The COVID-19 pandemic and the corresponding rise in e-commerce sales has led to increased consumer uncertainty about whether the products they are buying online are authentic or counterfeit. According to a new report from the European Union Intellectual Property Office (“EUIPO”), nearly 10 percent of consumers in the EU – or almost 1 in 10 consumers – revealed that they have been misled into buying counterfeit goods or services over the past 12 months, and as many as 33 percent stated that they have wondered whether the products/services they purchased were the real thing.
Representing roughly 6.8 percent of all EU imports and a total value of 121 billion euros ($146.6 billion), the counterfeit trade “impacts every sector, from cosmetics and toys, wine and beverages, electronics and clothing to pesticides and pharmaceutical products,” the EUIPO asserted, citing a joint report with the Organization for Economic Cooperation and Development. Looking specifically at the 2019 year, which was the subject of a recent report on “EU Enforcement of intellectual property rights,” the Alicante, Spain-headquartered body stated that approximately 72 million fake items were detained in the EU in 2019, which actually amounts to an almost 21 percent reduction in the number of items confiscated by customs, compared to 91 million counterfeit items in 2018.
“Despite the large reduction in the number of fake items detained in the EU, the estimated value of the goods – some 2.4 billion euro ($2.9 billion) – represents almost no decrease compared to the previous year,” the EUIPO found, noting that the decrease in the quantity of the counterfeit goods but not in the value of the counterfeit goods is due to “the shift in the composition of the ‘basket’ of products detained,” and a movement away from “cheaper products in 2018 (i.e., toys, packaging material) to more expensive ones in 2019,” namely, luxury and premium-branded “clothing, clothing accessories, non-sport shoes.” The shift is also the result of the increase in “the estimated unitary value of some products.”
The latest figures from the EU come several years after the EUIPO engaged in a first of its kind study across the EU, in which researchers sought to determine consumer perception of intellectual property, including their views on counterfeit goods. Following a 2-year period of surveying consumers, the EUIPO released its “IP Perception” study in late 2013, finding that while “96 percent of EU citizens agree that it is important that inventors, creators and performing artists can protect their rights and be paid for their work,” and that “protecting intellectual property is important because it contributes to improving and guaranteeing the quality of products and services,” at the same time, a “significant minority of Europeans (around a third)” said that they view counterfeiting in “a favorable light, as a ‘smart’ way to preserve purchasing power and also as an ‘act of protest’ against large premium brands and the unbalanced economic system.”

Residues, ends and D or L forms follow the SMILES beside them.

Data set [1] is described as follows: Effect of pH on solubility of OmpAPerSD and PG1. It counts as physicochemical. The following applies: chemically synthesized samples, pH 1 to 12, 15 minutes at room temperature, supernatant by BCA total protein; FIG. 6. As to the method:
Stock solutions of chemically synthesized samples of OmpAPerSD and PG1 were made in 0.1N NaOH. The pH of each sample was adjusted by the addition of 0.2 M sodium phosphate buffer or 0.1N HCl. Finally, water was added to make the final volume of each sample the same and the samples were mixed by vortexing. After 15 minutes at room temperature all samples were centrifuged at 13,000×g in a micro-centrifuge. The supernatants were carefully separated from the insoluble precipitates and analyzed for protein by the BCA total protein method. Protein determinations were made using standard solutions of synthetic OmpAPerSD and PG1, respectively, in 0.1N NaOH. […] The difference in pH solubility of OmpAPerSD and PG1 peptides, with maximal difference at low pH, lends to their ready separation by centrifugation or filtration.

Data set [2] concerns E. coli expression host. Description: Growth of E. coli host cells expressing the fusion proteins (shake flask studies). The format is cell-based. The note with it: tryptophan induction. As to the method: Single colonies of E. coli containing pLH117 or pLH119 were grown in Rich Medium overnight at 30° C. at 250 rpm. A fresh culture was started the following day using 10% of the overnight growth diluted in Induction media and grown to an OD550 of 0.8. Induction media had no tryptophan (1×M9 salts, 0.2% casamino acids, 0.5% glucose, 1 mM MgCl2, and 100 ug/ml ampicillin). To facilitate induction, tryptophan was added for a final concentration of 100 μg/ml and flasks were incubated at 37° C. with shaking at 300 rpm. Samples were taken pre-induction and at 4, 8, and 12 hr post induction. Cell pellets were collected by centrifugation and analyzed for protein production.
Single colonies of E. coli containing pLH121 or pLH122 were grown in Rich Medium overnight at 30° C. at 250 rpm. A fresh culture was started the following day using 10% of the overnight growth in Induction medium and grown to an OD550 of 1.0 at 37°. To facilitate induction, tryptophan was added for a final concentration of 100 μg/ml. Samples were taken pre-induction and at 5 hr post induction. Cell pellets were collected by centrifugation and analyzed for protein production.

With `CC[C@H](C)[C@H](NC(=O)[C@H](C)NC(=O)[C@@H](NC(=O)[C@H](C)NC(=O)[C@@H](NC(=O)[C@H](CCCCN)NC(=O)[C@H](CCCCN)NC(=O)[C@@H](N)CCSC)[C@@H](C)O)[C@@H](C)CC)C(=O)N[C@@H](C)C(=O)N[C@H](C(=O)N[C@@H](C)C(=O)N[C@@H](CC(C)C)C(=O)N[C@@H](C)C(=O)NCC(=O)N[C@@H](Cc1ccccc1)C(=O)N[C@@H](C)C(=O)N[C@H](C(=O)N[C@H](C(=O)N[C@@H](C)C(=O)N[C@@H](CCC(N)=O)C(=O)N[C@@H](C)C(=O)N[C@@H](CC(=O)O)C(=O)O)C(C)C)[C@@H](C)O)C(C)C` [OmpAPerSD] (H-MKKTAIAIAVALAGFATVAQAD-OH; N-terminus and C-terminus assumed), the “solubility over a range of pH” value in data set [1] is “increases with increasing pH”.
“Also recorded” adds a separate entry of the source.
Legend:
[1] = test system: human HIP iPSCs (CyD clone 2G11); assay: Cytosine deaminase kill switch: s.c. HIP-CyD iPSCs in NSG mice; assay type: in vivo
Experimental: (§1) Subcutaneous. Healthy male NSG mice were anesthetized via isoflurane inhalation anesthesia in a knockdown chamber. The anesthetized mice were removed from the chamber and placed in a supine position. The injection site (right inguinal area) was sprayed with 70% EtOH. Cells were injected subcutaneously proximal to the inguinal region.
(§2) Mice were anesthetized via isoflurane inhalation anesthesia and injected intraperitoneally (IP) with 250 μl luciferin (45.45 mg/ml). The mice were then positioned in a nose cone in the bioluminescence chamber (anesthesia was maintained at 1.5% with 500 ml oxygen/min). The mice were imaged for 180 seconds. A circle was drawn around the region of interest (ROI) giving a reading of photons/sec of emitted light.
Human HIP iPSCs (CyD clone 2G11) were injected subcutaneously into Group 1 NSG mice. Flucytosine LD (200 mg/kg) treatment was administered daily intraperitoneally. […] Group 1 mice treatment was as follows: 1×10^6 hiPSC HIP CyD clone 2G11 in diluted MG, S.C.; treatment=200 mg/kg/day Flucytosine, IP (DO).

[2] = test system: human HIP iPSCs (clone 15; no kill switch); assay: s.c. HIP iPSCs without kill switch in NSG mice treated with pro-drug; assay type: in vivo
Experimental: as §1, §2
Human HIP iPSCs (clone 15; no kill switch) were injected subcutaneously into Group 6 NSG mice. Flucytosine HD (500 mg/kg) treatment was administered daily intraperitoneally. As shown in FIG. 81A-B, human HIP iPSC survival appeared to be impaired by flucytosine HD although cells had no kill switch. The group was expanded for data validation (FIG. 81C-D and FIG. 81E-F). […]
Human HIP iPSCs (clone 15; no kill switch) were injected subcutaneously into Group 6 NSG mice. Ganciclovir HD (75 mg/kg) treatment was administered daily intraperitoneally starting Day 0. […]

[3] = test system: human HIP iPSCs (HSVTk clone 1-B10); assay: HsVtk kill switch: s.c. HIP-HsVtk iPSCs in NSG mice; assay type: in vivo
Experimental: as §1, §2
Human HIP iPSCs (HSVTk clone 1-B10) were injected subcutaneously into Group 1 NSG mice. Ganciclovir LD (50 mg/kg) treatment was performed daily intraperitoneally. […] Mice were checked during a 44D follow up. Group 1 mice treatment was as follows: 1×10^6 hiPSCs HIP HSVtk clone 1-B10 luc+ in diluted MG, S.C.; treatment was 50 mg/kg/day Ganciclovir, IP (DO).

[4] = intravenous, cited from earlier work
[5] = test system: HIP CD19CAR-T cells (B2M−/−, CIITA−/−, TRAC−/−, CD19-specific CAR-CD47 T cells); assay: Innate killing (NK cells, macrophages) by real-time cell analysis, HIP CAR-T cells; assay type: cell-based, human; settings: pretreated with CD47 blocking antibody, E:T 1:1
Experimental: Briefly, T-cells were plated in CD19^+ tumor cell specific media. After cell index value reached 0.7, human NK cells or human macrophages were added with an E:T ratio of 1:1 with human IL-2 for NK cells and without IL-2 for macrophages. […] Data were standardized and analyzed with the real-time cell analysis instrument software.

For instance, that study found that 34 percent of EU citizens said that they agree with the statement that “buying counterfeit products allows [you] to make a smart purchase that enables you to have the items that you wanted while preserving your purchasing power” – specifically, 44 percent of 25 to 34-year-olds said that they agreed with the statement, 38 percent of 35 to 44-year-olds, 35 percent of 45 to 54-year-olds, 34 percent of 55 to 64-year-olds and 32 percent of citizens of 65 years old and over.”
Meanwhile, 38 percent of EU citizens surveyed agree with the statement “buying counterfeit products is an act of protest and a way to resist to the market-driven economy and the large premium brands,” with as much as 52 percent of EU citizens between 15 and 24 years old agreeing with that statement, followed by 39 percent of those between 25-34, 34 percent of those between 35 to 44, 31 percent of those aged between 45 to 54, 29 percent of those aged between 55 to 64 and 25 percent of citizens of 65 years of age and above.
While the numbers are likely to have shifted to some extent since the study was released in 2013, especially given that the EUIPO says that Europeans are developing “a stronger stance against counterfeiting,” including when it comes to counterfeit goods, the general reasoning behind the apparent disconnect between consumers supporting the need for “strong IP protections” and participating in the counterfeit market may still be the same. In the 2013 report, the EUIPO asserted that the disconnect likely stems from the fact that “a large majority of Europeans believe IP protection does not primarily benefit consumers and citizens like them but rather benefits business and artistic elites,” which provides small and medium size enterprises with an opportunity to educate consumers about the benefits of such protections on their businesses.
Beyond that, consumers also consider that “at a personal level, breaking these [legal] rules may be justified to cope with the consequences of limited purchasing power or to protest against an economic model driven by a market economy and premium brands.”